MALVERN, PA – Throughout the season, high school baseball coaches repeat two mottos almost to the point of annoyance. One is to maintain faith for 21 outs regardless of the score or inning. The other is to, plain and simple, execute.
Because Malvern Prep was able to do the former while Springside-Chestnut Hill Academy was unable to do the latter, the Friars became the 2018 Inter-Academic League champions when they stunned the visiting Blue Devils, 4-3, in eight innings.
“A lot of heart,” said Malvern coach Freddy Hilliard. “A lot of character.”
Minutes before, Malvern Prep had pulled a Lazarus act. The Friars came into the game with a 6-2 record and a chance to win the Inter-Ac title outright for the fifth time since 2011 (they also shared two titles). A loss would have created a tie with SCH (then 5-3) with one game remaining on Friday for both teams.
Trailing 3-0 and being dominated by SCH senior ace Aidan Frye, the Friars had three outs remaining. Until that point, only five runners had reached base, including three on infield singles and another on a hit batter. Only one runner had reached second and third base.
Then senior leftfielder Ryan Dillon led off the seventh with a single, and the Malvern bench stirred. Up stepped freshman centerfielder Lonnie White. Seemingly out of nowhere, White ignited the crowd with a towering moon shot over the right center field fence to make it 3-2.
“You get excited,” said senior second baseman Connor Dillon, “but in the back of your head you know you need one more.”
It appeared that would never happen. Frye settled down and got two outs. Actually he got three outs, but when junior shortstop Grant Burgess struck out on a bouncing pitch, he sprinted to first.
SCH catcher senior Sam Aslansan smothered the ball, but sophomore Jared Sprague-Lott couldn’t scoop the throw as it skipped off the dirt. The Friars still had life.
Burgess then stole second to put himself into scoring position. With his teammates imploring him to find a way to keep the game going, Connor Dillon did just that, stroking a two-strike pitch up the middle to score Burgess from second. Amazingly, Malvern Prep had tied the game, 3-3.
“We talk about it all the time, to play til the last out,” said Hilliard. “We had 21 to play with until they got that last one. They had it, and they didn’t capitalize. Hats off to the kids for believing that they could do it and fighting with one out to play and making it happen.”
After University of Pittsburgh-bound relief pitcher Brady Devereux escaped a bases loaded scare in the top of the eighth, Malvern smelled the end.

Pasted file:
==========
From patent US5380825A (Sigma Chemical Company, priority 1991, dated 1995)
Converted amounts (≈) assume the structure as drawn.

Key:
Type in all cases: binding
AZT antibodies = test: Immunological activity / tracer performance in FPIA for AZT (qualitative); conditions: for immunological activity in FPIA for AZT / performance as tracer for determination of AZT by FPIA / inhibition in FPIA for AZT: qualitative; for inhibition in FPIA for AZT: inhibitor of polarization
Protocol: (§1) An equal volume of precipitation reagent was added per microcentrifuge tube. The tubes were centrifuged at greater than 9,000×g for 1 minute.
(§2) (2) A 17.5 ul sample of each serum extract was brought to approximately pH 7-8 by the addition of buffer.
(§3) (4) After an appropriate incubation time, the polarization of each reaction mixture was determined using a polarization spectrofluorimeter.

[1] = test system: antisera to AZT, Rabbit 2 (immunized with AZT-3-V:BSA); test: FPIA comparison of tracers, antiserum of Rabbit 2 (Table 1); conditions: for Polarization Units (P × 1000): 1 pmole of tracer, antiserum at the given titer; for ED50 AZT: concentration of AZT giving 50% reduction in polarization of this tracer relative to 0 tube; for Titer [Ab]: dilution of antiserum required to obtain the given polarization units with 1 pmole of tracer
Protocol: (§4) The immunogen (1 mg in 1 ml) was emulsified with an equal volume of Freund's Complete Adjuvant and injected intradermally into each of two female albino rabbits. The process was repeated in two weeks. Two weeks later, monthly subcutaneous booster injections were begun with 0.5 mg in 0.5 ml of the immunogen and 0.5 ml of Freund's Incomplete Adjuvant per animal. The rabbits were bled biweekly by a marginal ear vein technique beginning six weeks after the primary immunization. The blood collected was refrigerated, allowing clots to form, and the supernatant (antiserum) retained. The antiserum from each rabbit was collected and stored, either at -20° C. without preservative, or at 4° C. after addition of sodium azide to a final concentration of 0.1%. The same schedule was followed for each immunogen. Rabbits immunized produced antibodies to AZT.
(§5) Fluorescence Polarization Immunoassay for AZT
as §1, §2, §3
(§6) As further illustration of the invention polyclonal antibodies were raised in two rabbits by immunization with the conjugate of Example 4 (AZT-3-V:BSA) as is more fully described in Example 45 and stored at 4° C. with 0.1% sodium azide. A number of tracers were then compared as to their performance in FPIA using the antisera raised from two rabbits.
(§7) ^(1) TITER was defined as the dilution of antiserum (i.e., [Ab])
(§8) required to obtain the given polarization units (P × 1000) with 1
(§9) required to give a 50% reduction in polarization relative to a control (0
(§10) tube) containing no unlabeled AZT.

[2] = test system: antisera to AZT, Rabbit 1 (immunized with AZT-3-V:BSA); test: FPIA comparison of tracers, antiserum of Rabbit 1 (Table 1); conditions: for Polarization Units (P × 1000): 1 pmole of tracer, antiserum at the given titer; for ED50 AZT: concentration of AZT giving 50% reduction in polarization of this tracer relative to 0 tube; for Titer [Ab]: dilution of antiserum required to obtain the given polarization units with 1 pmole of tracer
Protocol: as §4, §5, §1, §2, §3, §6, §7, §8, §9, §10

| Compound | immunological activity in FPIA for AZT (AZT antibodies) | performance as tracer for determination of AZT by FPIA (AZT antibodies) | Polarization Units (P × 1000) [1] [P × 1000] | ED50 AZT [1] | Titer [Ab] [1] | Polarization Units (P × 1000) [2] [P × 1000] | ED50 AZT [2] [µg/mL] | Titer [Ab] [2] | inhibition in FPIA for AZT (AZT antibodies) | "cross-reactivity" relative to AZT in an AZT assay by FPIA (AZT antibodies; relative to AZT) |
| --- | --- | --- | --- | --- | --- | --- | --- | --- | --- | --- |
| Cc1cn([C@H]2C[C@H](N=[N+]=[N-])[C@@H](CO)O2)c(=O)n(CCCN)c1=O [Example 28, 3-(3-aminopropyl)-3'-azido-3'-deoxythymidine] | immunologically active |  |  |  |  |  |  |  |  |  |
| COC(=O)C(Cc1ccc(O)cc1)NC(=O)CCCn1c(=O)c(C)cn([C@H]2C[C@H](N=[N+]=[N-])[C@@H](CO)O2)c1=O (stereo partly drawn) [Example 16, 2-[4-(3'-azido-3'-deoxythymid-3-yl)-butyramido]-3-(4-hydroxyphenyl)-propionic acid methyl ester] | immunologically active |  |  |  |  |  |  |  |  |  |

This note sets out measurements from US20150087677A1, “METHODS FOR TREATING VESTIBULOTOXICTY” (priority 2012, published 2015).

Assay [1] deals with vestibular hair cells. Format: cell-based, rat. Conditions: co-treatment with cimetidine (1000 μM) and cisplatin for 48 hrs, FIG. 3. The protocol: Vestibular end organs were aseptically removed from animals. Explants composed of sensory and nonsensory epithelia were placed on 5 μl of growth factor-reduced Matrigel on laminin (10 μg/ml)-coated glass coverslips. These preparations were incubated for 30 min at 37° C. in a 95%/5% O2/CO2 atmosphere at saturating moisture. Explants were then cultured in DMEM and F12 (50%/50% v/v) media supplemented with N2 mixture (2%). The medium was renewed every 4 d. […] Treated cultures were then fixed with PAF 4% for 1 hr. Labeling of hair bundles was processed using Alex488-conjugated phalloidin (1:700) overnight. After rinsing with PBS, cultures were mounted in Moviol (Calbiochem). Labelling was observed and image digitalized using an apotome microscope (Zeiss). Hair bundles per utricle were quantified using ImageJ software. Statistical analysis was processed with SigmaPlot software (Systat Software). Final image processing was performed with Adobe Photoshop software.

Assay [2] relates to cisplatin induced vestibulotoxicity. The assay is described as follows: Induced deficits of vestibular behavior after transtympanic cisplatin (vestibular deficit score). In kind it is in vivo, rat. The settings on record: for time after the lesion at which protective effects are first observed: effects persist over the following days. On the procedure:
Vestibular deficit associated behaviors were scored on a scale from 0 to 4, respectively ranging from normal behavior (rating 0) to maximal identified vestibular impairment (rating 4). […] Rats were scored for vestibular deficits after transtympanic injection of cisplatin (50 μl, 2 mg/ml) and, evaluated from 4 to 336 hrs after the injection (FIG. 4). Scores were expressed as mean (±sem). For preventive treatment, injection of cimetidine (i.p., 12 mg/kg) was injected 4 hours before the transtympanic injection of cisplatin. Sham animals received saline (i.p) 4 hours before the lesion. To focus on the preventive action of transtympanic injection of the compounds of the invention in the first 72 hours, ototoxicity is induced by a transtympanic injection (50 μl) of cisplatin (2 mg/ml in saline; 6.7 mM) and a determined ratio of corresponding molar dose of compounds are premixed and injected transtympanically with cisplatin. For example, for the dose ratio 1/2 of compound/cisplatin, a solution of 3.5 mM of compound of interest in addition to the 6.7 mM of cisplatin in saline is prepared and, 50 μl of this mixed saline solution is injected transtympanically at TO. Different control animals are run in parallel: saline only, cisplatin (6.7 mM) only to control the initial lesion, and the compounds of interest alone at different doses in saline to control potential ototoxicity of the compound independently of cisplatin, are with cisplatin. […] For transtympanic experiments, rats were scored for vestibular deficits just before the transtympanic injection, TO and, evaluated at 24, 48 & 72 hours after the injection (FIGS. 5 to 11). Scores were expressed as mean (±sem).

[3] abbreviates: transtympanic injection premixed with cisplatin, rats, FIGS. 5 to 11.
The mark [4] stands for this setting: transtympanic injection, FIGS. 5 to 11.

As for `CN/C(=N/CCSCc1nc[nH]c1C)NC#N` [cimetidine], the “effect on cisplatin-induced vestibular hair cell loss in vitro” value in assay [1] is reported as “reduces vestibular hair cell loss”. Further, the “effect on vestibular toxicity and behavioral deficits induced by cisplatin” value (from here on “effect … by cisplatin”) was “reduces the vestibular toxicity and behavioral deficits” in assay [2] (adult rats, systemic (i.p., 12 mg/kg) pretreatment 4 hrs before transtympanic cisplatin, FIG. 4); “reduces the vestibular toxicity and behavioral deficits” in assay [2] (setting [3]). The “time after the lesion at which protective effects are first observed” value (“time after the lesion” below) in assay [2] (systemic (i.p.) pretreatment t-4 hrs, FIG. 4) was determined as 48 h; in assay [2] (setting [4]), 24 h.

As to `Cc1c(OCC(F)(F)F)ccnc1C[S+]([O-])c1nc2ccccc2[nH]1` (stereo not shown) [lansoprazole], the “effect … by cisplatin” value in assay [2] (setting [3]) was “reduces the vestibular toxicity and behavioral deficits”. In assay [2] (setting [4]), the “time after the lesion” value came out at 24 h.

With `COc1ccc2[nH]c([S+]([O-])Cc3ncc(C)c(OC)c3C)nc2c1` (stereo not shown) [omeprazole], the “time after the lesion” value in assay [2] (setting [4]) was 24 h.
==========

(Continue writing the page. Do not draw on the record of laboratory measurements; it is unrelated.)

SCH junior relief pitcher Carter Davis, in relief of Frye (described as “electric” by Hilliard after amassing 7 innings, 2 earned runs, and 10 strikeouts), got a quick out before hitting White with a pitch. With junior first baseman Charlie Andress batting, Davis tried to pick off White at first. His throw, however, landed down the right-field line, and White took off for second.
“I saw coach waiving me on,” said White, referring to third-base coach Hilliard, “so I kept going.”
Incredibly, SCH attempted an ill-conceived effort at nabbing a sliding White at third. The errant heave skipped into left-field foul territory, and White bounded home with the winning tally in a game that defied description.
“It’s a simple game,” said Hilliard. “Catching, throwing, and all of that. But when the moment gets tight you have to be prepared.”
Hilliard flat-out admitted that he and his Friars were not interested in sharing an Inter-Ac title.
“When you have a six-team league and a third of it wins the league, it’s almost very unsatisfying,” said Hilliard. “We were here two years ago versus them and had a chance to win it outright and they (SCH) beat us and we had to share it. We didn’t celebrate with t-shirts or any of that stuff. We felt like they won the league that day. We want to win it by ourselves. “
Connor Dillon downplayed his game-tying contribution.
“It means so much,” he said. “You see how big Malvern Prep baseball is. You see the (baseball alumni) over here. They always come back. I think Malvern baseball is just different. It means so much more.”
Devereux wasn’t surprised by his team’s never-say-die approach.
“We talk about adversity and how to deal with it, and having that energy throughout the game to make us win the close ones,” said Devereux. “Everyone is a part of it. Everyone understands the culture of Malvern baseball and being together as one.”
Perhaps White, a humble young man of few words and Malvern’s youngest varsity player, summed it up best.
“It’s a great feeling,” said White. “It’s amazing.”
(John Knebels can be reached at Jknebels@gmail.com or on Twitter @johnknebels.)